Harris' initial efforts were at least partially successful. One week before Kusak's release deadline, she located a temporary position for him as an assistant to Jerome Chaney. Chaney had been assigned to be the director of strategic alliances for Ameritech's Data Strategy Task Force. Chaney told Kusak that the assistant's position he had been offered was temporary, and that it would last only for the duration of the Task Force. Kusak was the only member of the Task Force whose former position had been declared surplus. In December 1991, true to Chaney's predictions, the Task Force completed its work and Kusak was told that he would be terminated effective December 20, 1991.


Neither Kusak nor AIS had been idle during the period between November 1990 and December 1991, but the extent of AIS's efforts to help Kusak find alternative employment was disputed at the trial. During that period, Harris submitted Kusak's application (known as a PR-36 in Ameritech jargon) for a total of thirteen positions, six before he began working for the Task Force and seven after. Of the seven submitted while he was working for the Task Force, Harris submitted three on her own initiative and four upon Kusak's request.


Kusak emphasizes that during the same time period there were at least 174 positions within AIS that were reflected on 168 of the company's internal "PR-20" forms in Harris' office. Harris did not submit Kusak's PR-36 for a single one of these postings. Kusak testified, without rebuttal, that he was qualified for at least 25 of these positions. The record reflected that nine of the 25 positions for which he was qualified were filled by individuals under the age of 40. Kusak also presented other examples of positions for which he believed he was qualified, for which company representatives did not submit his PR-36 to the selecting official.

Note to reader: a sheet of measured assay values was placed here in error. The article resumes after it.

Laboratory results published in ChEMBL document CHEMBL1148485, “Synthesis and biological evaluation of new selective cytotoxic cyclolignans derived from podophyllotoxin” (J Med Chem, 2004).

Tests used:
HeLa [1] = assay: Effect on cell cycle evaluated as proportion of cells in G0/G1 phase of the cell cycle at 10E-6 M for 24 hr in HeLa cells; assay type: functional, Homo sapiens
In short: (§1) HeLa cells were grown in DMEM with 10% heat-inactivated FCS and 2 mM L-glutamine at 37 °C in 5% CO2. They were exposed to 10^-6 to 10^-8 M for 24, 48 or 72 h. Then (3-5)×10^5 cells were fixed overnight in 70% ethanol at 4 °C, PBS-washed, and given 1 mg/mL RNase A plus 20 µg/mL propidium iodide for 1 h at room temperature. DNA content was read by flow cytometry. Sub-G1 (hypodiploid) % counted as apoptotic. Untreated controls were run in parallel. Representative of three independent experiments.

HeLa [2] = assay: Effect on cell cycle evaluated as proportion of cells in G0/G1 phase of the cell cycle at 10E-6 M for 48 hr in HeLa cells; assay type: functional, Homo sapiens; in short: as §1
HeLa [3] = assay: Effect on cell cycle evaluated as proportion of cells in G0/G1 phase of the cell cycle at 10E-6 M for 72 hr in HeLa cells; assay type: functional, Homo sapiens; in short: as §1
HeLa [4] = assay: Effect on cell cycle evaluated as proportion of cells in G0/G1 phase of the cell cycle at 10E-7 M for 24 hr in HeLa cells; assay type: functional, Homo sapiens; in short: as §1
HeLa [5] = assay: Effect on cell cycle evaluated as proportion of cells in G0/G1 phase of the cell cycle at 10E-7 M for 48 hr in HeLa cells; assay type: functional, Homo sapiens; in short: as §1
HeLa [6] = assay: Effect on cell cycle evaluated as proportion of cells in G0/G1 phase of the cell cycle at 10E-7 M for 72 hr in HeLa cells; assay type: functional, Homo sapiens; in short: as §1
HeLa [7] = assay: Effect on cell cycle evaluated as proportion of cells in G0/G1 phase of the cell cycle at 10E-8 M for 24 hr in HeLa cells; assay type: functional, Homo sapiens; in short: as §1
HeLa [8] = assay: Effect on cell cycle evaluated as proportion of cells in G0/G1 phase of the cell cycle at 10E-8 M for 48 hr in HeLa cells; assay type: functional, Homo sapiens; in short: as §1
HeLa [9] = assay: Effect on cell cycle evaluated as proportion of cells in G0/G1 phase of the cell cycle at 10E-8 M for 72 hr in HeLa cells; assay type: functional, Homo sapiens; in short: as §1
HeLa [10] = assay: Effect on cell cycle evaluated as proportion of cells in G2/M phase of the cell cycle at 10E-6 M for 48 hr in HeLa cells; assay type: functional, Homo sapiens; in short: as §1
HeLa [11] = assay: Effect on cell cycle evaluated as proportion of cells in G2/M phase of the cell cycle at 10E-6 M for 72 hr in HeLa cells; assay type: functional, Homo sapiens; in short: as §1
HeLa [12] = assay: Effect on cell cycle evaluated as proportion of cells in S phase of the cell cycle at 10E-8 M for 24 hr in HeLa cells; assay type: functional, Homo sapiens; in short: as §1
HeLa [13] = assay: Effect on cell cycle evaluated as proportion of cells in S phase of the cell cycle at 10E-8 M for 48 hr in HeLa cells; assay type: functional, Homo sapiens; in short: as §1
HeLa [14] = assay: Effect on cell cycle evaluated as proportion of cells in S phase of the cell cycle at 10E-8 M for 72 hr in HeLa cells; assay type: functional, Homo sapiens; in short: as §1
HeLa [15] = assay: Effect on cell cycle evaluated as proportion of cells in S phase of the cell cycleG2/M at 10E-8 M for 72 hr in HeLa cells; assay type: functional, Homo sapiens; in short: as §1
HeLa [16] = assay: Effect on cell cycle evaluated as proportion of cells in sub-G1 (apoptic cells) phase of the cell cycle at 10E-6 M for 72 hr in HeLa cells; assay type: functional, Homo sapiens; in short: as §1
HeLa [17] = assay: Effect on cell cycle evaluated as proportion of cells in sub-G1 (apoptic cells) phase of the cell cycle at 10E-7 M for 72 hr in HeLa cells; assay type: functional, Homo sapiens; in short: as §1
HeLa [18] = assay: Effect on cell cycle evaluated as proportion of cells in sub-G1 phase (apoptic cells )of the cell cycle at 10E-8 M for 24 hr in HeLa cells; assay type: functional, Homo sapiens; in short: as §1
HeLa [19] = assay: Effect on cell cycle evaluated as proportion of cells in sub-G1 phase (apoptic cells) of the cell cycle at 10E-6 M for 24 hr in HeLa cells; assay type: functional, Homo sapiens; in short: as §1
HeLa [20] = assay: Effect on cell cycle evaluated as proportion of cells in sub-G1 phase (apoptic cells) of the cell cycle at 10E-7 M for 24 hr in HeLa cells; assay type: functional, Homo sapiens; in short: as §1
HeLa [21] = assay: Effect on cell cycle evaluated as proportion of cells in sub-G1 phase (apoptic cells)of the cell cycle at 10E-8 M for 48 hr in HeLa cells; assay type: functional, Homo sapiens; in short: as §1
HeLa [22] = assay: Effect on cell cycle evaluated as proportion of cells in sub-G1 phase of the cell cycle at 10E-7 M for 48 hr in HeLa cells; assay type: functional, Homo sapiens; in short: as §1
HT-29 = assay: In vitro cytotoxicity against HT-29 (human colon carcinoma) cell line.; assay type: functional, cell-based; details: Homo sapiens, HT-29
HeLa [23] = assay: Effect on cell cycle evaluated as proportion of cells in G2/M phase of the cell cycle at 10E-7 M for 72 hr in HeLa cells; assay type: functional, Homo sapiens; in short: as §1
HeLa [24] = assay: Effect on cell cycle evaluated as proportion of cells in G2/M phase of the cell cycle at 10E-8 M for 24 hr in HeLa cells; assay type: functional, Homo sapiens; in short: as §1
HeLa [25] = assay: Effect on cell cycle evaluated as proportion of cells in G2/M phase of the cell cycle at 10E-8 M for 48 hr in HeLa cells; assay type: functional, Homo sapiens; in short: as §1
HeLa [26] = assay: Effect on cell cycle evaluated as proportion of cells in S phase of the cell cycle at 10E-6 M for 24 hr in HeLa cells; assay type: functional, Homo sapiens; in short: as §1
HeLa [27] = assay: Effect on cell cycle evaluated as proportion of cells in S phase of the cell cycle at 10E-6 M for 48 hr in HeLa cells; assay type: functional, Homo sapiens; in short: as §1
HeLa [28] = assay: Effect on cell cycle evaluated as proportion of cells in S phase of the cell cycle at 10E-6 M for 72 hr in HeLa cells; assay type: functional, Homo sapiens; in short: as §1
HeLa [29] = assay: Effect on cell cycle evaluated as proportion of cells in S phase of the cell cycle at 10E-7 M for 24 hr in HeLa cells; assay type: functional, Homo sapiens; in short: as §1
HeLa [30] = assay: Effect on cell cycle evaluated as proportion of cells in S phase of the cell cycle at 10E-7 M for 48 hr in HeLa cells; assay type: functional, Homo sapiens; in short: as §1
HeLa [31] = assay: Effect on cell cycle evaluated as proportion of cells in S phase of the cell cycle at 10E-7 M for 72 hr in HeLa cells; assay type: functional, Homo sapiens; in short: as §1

Kusak did not file a complaint of age discrimination with the Equal Employment Opportunity Commission until May 15, 1992. Thus, as the district court correctly held, he was time-barred from challenging the initial November 1990 decision to declare his job "surplus." See 29 U.S.C. § 626(d)(2); Stark v. Dynascan Corp., 902 F.2d 549, 551 (7th Cir.1990). In addition, Kusak's complaint did not contend that his position on the Task Force was anything but temporary. Before this Court, he argues briefly that the Task Force had not yet completed its work, that Chaney still had some use for him and that his Task Force duties were reassigned to younger individuals. The district court, however, concluded that the evidence tending to show that the elimination of the Task Force position was pretextual was insufficient to support the jury's verdict, and we agree. The court put it succinctly: "[p]laintiff's position, along with others, was eliminated in 1990; the company found him a temporary slot, and then that temporary position came to an end, as temporary positions inevitably do." Thus, the district court correctly held in its Memorandum and Order denying judgment as a matter of law that Kusak's claim could not rest on either the November 1990 or the December 1991 terminations.